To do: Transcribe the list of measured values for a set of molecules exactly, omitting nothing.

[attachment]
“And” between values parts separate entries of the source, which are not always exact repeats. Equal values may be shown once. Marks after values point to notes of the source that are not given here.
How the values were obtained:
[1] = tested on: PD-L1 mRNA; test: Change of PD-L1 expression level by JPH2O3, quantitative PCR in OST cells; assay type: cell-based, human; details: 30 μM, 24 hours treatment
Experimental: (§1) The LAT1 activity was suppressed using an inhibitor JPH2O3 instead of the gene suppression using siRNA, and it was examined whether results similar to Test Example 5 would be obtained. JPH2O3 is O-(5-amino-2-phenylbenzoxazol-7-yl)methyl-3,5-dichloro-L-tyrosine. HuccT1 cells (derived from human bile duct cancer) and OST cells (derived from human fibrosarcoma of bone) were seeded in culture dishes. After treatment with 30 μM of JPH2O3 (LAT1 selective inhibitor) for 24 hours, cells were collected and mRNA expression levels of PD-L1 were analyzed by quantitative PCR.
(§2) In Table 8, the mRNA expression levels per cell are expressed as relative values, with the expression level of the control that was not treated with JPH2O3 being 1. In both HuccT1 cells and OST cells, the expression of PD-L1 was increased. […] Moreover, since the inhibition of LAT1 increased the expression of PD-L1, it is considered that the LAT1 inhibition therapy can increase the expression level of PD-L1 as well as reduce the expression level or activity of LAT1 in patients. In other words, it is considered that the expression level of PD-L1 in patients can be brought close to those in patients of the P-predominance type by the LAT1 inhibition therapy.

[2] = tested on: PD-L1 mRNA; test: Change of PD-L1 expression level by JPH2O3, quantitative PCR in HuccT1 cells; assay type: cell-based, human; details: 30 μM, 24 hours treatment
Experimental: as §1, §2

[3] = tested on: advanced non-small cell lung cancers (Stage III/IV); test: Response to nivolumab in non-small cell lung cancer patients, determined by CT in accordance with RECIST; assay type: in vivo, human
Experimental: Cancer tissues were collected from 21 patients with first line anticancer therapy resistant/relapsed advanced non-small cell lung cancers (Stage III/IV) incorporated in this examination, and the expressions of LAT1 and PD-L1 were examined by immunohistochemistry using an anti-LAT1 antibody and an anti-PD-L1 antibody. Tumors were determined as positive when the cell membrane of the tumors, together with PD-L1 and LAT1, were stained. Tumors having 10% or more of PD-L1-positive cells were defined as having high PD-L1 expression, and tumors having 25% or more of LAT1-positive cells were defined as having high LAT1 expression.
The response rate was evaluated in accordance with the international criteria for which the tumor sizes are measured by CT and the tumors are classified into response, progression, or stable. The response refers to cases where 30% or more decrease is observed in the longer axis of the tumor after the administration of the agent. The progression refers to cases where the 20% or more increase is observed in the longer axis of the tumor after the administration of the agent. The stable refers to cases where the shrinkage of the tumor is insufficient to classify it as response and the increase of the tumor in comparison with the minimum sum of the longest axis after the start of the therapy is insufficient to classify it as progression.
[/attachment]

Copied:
“And” between values parts separate entries of the source, which are not always exact repeats. Equal values may be shown once. Marks after values point to notes of the source that are not given here.
How the values were obtained:
[1] = tested on: PD-L1 mRNA; test: Change of PD-L1 expression level by JPH2O3, quantitative PCR in OST cells; assay type: cell-based, human; details: 30 μM, 24 hours treatment
Experimental: (§1) The LAT1 activity was suppressed using an inhibitor JPH2O3 instead of the gene suppression using siRNA, and it was examined whether results similar to Test Example 5 would be obtained. JPH2O3 is O-(5-amino-2-phenylbenzoxazol-7-yl)methyl-3,5-dichloro-L-tyrosine. HuccT1 cells (derived from human bile duct cancer) and OST cells (derived from human fibrosarcoma of bone) were seeded in culture dishes. After treatment with 30 μM of JPH2O3 (LAT1 selective inhibitor) for 24 hours, cells were collected and mRNA expression levels of PD-L1 were analyzed by quantitative PCR.
(§2) In Table 8, the mRNA expression levels per cell are expressed as relative values, with the expression level of the control that was not treated with JPH2O3 being 1. In both HuccT1 cells and OST cells, the expression of PD-L1 was increased. […] Moreover, since the inhibition of LAT1 increased the expression of PD-L1, it is considered that the LAT1 inhibition therapy can increase the expression level of PD-L1 as well as reduce the expression level or activity of LAT1 in patients. In other words, it is considered that the expression level of PD-L1 in patients can be brought close to those in patients of the P-predominance type by the LAT1 inhibition therapy.

[2] = tested on: PD-L1 mRNA; test: Change of PD-L1 expression level by JPH2O3, quantitative PCR in HuccT1 cells; assay type: cell-based, human; details: 30 μM, 24 hours treatment
Experimental: as §1, §2

[3] = tested on: advanced non-small cell lung cancers (Stage III/IV); test: Response to nivolumab in non-small cell lung cancer patients, determined by CT in accordance with RECIST; assay type: in vivo, human
Experimental: Cancer tissues were collected from 21 patients with first line anticancer therapy resistant/relapsed advanced non-small cell lung cancers (Stage III/IV) incorporated in this examination, and the expressions of LAT1 and PD-L1 were examined by immunohistochemistry using an anti-LAT1 antibody and an anti-PD-L1 antibody. Tumors were determined as positive when the cell membrane of the tumors, together with PD-L1 and LAT1, were stained. Tumors having 10% or more of PD-L1-positive cells were defined as having high PD-L1 expression, and tumors having 25% or more of LAT1-positive cells were defined as having high LAT1 expression.
The response rate was evaluated in accordance with the international criteria for which the tumor sizes are measured by CT and the tumors are classified into response, progression, or stable. The response refers to cases where 30% or more decrease is observed in the longer axis of the tumor after the administration of the agent. The progression refers to cases where the 20% or more increase is observed in the longer axis of the tumor after the administration of the agent. The stable refers to cases where the shrinkage of the tumor is insufficient to classify it as response and the increase of the tumor in comparison with the minimum sum of the longest axis after the start of the therapy is insufficient to classify it as progression.